…or rather, a long expected one. Was there ever any doubt that this day would arrive? Astronomical box office figures for “The Lord of the Rings” trilogy as a whole and a clean sweep at the Oscars for its final installment all but guaranteed that Tolkien’s prelude to the epic, “The Hobbit,” would be brought to the big screen. What was surprising was how long it eventually took. Directorial changes, legal disputes and fiscal troubles span a nearly 10 year gap between “Return of the King” and our return to Middle Earth. And it seems, for better or worse, that the filmmakers want to reward our wait with sheer volume, splitting an otherwise simple story into not two but THREE separate (and most likely 3-hour-long) installments, starting with this one subtitled “An Unexpected Journey.”
For those unfamiliar with the source material, “The Hobbit” precedes the “Rings” trilogy both chronologically and in original publication order. It tells the story of Frodo’s uncle Bilbo Baggins who undertakes a life-changing adventure which shakes him out of his comfortable existence and turns him into the mischevious old fellow that we met in the previous films.
The quirk of these tomes is that reading order almost dictates preference. While both tales share the fully-realized world of Tolkien’s imagination, they are tonally diverse. And as you’ve just gotten used to one, you’re a bit upended by the other. At the very least, that was my experience. So approaching it coming off of the epic and apocalyptic “Return of the King,” I was a bit struck…okay, a bit bored actually by the simplicty and innocence of “The Hobbit” in contrast to its more grandiose brethren. However, more than tone, what will probably be the defining demarcation between the film adaptations is one of scope. “The Lord of the Rings” was printed as three volumes (though originally written as one) and as such ably supports three separate films. “The Hobbit” is one book split into Three. Very. Long. Movies.
If you’ve been reading my reviews for awhile now, you’re likely to have come across a few, fairly extensive gripes about Hollywood’s tendency to stretch out the last piece of a popular franchise. It’s a cheap money grab when it’s “Twilight” and I’m afraid it’s no different here. However, many readers have obsessively pored over J.R.R. Tolkien’s work for decades now. It’s a world so richly imagined that people actually subject themselves to reading a fictional historical work called “The Similarion,” apart from merely revisiting the core novels. So there is a group of fans out there that might not take as much umbrage to Peter Jackson’s languid stroll through Tolkien’s tale since he allegedly pulls from that work, appendices and author notes to fill out the story.
Quite frankly, it’s difficult even for even the most casual moviegoer to be too hard on Jackson, returning as director after initially demuring from the task. There are poetic little moments in this movie that would have even this jaded reviewer believe that I could spend two hours traipsing through a beautifully-transformed New Zealand without a single narrative thread to lead me along. But then there are the other times where I’m reminded of how long I’ve been sitting in the theater and that there is STILL a story to be told that’s barely gotten started. In the end, as much as I have loved Jackson’s previous efforts with Tolkien’s material, this time we may just have a bit too much of a good thing.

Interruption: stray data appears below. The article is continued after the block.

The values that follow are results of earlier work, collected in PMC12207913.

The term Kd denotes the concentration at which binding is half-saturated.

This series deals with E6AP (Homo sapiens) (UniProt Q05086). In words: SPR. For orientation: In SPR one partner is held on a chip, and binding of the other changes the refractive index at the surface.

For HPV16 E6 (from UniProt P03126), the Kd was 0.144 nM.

Looking past the inherent pacing problems, the endeavor is not entirely without merit. There are a couple of wonderfully staged and ambitious action sequences that take us through dizzying environs against swarming foes. Nothing quite on the scale of the stand at Helm’s Deep from “The Two Towers” but exciting and immersive nonetheless. Using the aforementioned notes and other works, Jackson and his screenwriting team also pepper subtle and interesting tie-ins to the previous trilogy in what amounts to retroactive foreshadowing (yup, that hurt my brain, too).
Also, while Ian Holm returns to the title role briefly in a framing narrative, he is succeeded shortly thereafter by Martin Freeman. Freeman has an extensive resume, but you owe yourself a viewing of his work as John Watson in the BBC series ”Sherlock.” Trust me, at the very least you’ll appreciate the other tie-in to that series in the second installment of this one. Here, he does a marvelous and almost seamless job of stepping into Holm’s shoes…or hairy lack thereof. Besides Holm, we have a multitude of familiar faces passing through the frames, most notably Ian McKellen reprising his role as Gandalf the Grey. He and director Jackson subtly portray him as a bit less self-sure and powerful than the Gandalf we’ve met before, implying a sort of character development in reverse due to the structuring of this outing as a prequel. Finally, one of the most difficult aspects of the book was the nearly indistinguishable characters of the dwarves. And there are thirteen of them, all practically introduced at once. With so many such characters we still don’t really get to know all of them individually very well in the film either, but having visual references does wonders in helping us tell them apart.
Overall, I’m still not entirely certain that I’m glad for this return to Middle Earth if it means 9 dragging hours instead of a crisply-paced single narrative as it was originally written. But many others will most likely succumb to the charm and familiarity of Jackson’s spectacular production values and Tolkien’s endearing story. Still I’m holding out hope that when all is said and done, instead of Extended Editions like we got with “The Lord of the Rings,” maybe there’ll be special edition DVD that edits the story together into one singular tale as it was before. There and back again, indeed.